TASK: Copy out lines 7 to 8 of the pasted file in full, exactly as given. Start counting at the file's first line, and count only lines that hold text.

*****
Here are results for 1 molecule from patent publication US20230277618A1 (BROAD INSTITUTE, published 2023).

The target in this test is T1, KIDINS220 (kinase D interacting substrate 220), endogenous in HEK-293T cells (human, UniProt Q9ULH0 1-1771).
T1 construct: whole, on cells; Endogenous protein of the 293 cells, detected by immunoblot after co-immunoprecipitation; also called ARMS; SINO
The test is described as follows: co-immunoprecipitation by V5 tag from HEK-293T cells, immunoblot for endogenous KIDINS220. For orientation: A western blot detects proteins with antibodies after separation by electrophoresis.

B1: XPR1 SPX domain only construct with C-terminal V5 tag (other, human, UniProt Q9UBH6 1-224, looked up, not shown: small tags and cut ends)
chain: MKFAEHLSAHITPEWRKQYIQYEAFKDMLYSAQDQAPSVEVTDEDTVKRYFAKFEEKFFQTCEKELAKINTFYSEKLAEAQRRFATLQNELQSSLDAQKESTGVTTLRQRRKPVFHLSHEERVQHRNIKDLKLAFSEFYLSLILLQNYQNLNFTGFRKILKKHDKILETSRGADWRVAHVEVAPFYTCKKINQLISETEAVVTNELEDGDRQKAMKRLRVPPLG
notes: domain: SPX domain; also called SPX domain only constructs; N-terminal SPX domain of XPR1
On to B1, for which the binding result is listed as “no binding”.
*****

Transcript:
notes: domain: SPX domain; also called SPX domain only constructs; N-terminal SPX domain of XPR1
On to B1, for which the binding result is listed as “no binding”.